What should an ethical psychiatrist do about an HIV-positive patient who discloses he or she is having unprotected sex? Is it ethical to warn the patient's partners?

Clinical example

A 43 year-old man in a heterosexual marriage is having unprotected sex with other men. He recently learned he is HIV-positive and comes to see you about his anxieties. You learn that he is also having unprotected sex with his wife who does not know about his HIV status or his extramarital activities. What are the ethical responsibilities of the treating psychiatrist?


This case example raises ethical, clinical and legal issues. The ethical issues pit preserving patient confidentiality against a duty to warn a known individual at risk. A primary clinical responsibility is to help the patient come to terms with this new diagnosis. He is likely to fear losing his marriage, his family and his life. He may be at risk for suicide. Hopefully, through psychotherapy, he will be able to realistically address how his condition affects his marriage and this will, in turn, lead him to inform his spouse.

It is important to know what the laws regarding HIV reporting are; they vary from state to state, and may govern what options the treating physician has. Useful ethical guidelines that address this issue are available through the APA and AMA that address this issue. These guidelines suggest that it is ethically appropriate for a psychiatrist to inform the known partner of an HIV positive patient if doing sois discussed with the patient prior to the informing.

The psychiatrist's responsibility, however, is not fulfilled solely by informing the patient's partner. Thre is an obligation to help that patient work through the issues hindering disclosure and the life changes that are required in adapting to the diagnosis. These might include seeking evaluation and treatment for HIV, learning and using safer sex practices, and educating the patient and spouse, if appropriate, about HIV-related illnesses.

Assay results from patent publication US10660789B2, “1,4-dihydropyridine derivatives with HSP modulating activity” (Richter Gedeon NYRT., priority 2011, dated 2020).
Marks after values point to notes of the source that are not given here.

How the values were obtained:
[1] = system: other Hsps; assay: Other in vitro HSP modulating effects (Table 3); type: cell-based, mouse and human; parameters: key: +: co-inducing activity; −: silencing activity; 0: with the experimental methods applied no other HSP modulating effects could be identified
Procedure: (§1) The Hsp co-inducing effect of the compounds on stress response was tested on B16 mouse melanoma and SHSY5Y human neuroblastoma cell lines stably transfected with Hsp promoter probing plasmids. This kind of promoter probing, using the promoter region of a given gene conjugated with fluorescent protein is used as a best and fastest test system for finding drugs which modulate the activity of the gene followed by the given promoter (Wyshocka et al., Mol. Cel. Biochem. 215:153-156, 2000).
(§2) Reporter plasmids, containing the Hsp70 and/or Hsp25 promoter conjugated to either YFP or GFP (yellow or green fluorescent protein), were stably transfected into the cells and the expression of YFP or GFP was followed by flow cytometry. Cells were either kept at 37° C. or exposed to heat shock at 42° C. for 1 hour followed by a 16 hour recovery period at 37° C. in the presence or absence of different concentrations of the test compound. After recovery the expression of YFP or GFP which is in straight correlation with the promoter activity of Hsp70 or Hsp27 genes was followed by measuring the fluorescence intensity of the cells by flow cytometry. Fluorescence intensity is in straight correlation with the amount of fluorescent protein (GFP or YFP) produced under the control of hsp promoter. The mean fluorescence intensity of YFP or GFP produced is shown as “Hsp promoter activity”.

Can an ethical psychiatrist decide not to treat LGBT patients?

Clinical example

An LGBT person comes to your office for treatment. You are uncomfortable about taking the patient in to treatment and feel that you cannot provide quality care. What should you do?


Section 1 of the Ethical Guidelines of the American Psychiatric Association speaks of not discriminating against patients because of their sexual orientation. Section 6 of the same Guidelines affirms psychiatrists’ right to refuse treatment (except in emergency situations) if they feel uncomfortable about treating those patients or feel unable to do so because of their own reactions to the issues likely to arise in treatment. Ethical psychiatrists have two courses of action to follow. If they decide to take the patient into treatment, they must arrange for supervision by a colleague with more experience and awareness in treating LGBT patients and the issues likely to arise in their treatment. It would also be appropriate to refer patients to colleagues more comfortable with the issues that are likely to arise in the treatment of LGBT patients rather than providing a less positive treatment experience due to one's own biases or conflicts or their inexperience in dealing with such issues. Such referral must be done with sensitivity, clarifing that it is the psychiatrist's own limitations that are the problem, not the patient.

Given the lack of proven efficacy and the possibility of harm, a referral for reparative therapy would not be appropriate.

LGBT Therapist Issues